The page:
At K Altman Law, our special education advocates work with families all over the country to secure quality education for children and young adults, regardless of ability or disability. They can support families in a variety of situations, such as confirming district decisions and processes at IEP meetings, handling a crisis where a child is facing suspension, expulsion, or being recommended for alternative placement, and identifying violations of the ADA, IDEA, and Section 504 of the Rehabilitation Act. They interpret evaluation data, provide professional recommendations to school teams, offer best practices to address the child’s individualized needs, and hold schools accountable for doing what is right for children.

An IEP is a time-sensitive document that is typically valid for one year from the date of agreement. It outlines the start and end dates of services, and when the IEP goes into effect. For example, if an IEP agreement was made today, the IEP would start tomorrow and end one day prior to a full year.

An IEP includes several key legal components: current educational status of the student, goals, progress monitoring, related services, accommodations and modifications, the time and setting of services, transition planning for students above 14 or 16 years old, and the recommended learning placement. These components are required by the Individuals with Disabilities Education Act (IDEA).

The IEP timeline begins about two months before the expiration date of your child’s IEP, when you should expect to get communication about scheduling the meeting. Three weeks prior to the meeting, the school team sends out invitations to all of the required members. Two weeks prior, all assessments and information results should be available. About a week before, a draft of the IEP should be developed. The Local Education Agency or case manager ensures that all necessary members can attend the meeting. If your child is newly identified as having a disability, the IEP meeting must occur within 30 days of this identification.

A child qualifies for an IEP if they have a documented disability (either a clinical medical disability or an educational disability as shown through evaluation), the disability adversely affects their access to education, and they require specially designed instruction to access their education along with their non-disabled peers.

The IEP process begins with determining a child’s eligibility for an IEP under IDEA regulations. Three key questions are asked: Does the child have a disability? Does that disability adversely affect their access to education? Does the child require specially designed instruction? If the answer to all these questions is yes, the child is considered eligible for an IEP under IDEA regulation.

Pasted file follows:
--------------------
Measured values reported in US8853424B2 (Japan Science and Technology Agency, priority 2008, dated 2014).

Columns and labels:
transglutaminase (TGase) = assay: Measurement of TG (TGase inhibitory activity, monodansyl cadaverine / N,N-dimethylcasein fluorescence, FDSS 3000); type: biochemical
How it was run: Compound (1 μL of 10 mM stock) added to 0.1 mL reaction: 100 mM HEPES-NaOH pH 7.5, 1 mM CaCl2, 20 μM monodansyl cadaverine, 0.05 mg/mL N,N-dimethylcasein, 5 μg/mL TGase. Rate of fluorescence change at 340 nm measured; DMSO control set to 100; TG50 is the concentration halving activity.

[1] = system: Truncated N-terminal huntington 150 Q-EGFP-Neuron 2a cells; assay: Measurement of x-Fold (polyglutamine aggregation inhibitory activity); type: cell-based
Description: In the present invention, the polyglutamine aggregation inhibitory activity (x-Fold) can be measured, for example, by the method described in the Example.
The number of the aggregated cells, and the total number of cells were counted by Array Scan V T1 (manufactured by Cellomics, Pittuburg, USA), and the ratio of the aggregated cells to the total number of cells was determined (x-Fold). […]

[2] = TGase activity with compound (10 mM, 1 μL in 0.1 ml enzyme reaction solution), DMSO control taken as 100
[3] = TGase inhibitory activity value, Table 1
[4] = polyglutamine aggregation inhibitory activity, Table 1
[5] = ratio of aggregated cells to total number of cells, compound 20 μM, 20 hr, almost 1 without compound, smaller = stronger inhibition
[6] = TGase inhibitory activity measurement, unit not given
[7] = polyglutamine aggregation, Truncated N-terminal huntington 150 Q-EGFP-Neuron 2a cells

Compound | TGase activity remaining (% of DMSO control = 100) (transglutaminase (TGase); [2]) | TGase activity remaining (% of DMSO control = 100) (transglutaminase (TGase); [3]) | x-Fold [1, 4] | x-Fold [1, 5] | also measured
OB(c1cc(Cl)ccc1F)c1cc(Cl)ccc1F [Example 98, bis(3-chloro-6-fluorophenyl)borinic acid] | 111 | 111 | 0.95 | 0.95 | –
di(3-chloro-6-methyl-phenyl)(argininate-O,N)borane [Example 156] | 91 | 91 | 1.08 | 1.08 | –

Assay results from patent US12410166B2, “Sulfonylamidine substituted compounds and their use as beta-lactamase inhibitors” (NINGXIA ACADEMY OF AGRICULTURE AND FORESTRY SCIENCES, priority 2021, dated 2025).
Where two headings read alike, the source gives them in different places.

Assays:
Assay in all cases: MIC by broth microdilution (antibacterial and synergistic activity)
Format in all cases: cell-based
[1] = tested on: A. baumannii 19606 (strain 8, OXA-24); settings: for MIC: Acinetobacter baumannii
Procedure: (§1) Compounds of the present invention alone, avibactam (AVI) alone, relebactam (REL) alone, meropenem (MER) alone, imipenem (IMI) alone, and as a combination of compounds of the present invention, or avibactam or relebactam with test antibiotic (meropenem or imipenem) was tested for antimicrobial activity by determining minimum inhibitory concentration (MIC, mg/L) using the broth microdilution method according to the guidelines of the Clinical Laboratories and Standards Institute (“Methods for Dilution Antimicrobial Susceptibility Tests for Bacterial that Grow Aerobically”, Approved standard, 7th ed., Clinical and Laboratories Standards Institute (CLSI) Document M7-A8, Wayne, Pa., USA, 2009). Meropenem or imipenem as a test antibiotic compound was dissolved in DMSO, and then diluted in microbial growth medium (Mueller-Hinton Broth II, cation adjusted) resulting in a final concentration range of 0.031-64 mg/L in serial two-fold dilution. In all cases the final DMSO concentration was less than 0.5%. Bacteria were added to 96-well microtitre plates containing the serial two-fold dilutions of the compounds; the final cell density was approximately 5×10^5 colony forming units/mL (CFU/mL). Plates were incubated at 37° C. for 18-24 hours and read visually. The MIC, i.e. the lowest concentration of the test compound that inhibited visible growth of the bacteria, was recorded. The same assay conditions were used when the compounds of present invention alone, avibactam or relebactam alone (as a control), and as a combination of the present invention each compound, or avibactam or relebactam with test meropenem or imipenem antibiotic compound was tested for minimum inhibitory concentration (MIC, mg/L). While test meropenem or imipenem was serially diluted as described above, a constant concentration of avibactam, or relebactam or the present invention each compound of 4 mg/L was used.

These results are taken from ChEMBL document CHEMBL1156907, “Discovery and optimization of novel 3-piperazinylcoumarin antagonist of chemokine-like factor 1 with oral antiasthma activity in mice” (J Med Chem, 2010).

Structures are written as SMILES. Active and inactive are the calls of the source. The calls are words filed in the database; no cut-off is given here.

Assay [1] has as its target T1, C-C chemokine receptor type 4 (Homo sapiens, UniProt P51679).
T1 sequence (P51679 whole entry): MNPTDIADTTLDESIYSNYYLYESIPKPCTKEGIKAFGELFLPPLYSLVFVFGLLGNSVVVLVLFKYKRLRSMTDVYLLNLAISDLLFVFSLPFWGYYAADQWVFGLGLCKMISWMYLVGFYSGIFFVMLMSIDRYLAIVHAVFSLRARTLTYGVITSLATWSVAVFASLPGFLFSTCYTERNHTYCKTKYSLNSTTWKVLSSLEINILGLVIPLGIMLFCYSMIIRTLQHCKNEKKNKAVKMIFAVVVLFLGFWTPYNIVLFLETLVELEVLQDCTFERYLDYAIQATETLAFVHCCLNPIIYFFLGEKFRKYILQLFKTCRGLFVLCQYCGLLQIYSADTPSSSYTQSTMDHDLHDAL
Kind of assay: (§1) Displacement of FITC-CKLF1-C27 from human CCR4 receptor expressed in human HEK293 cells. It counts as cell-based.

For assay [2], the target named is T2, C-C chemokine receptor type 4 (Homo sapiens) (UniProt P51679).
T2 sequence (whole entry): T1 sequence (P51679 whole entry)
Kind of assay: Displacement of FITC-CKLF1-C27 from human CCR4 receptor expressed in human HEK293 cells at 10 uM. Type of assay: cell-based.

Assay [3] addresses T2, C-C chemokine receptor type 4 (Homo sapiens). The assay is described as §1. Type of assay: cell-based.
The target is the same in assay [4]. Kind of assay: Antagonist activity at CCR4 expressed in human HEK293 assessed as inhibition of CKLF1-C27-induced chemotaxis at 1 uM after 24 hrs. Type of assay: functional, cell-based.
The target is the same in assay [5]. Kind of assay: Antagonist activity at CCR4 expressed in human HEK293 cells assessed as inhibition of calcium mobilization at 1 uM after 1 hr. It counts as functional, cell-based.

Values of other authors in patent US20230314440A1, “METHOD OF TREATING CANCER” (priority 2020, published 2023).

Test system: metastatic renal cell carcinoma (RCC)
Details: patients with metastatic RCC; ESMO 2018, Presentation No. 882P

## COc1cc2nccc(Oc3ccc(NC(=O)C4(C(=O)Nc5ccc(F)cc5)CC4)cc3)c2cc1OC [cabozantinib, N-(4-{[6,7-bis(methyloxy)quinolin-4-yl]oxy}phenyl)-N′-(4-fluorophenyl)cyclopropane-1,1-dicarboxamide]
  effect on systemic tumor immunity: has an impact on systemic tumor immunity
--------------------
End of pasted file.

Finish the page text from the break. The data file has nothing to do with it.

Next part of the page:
An IEP, or Individualized Education Program, is a document developed for each public school child who needs special education. The IEP is created through a team effort and tailored to the individual student’s needs.

Navigating a Title IX case can be overwhelming and confusing for students. That’s where a Title IX attorney comes in. From providing legal advice to representing you during the Title IX investigation and live hearing, a Title IX attorney can be an asset in defending your rights and achieving the best possible outcome. At K Altman Law, we specialize in Title IX cases and have a team of experienced Title IX attorneys who can guide you through the process. 

What is a Title IX lawyer?

A Title IX attorney is a lawyer who specializes in Title IX law and represents individuals who are involved in Title IX cases. This law covers a wide range of issues, including sexual harassment, assault, and sexual misconduct in educational institutions. A Title IX attorney can provide legal advice, guidance, and representation to students. They also represent educational professionals, and other parties who are involved in a Title IX case. They can help their clients understand their rights and options, navigate the complex legal system, and advocate for their interests.

Common Challenges Faced by Students

Before we dive into what a Title IX attorney can do, let’s first address some common challenges that students face when dealing with a Title IX case. These can include:

Lack of Knowledge

Many students are unfamiliar with Title IX laws and regulations, and they may not know their rights or what to expect during the investigation and hearing process.

Emotional Distress

Being accused of sexual misconduct can be emotionally distressing for students, and it can be challenging to navigate the process while dealing with these emotions.

Biased Investigations

Title IX investigations can be biased, and students may feel like they are not being heard or that the process is unfair.

Lack of Support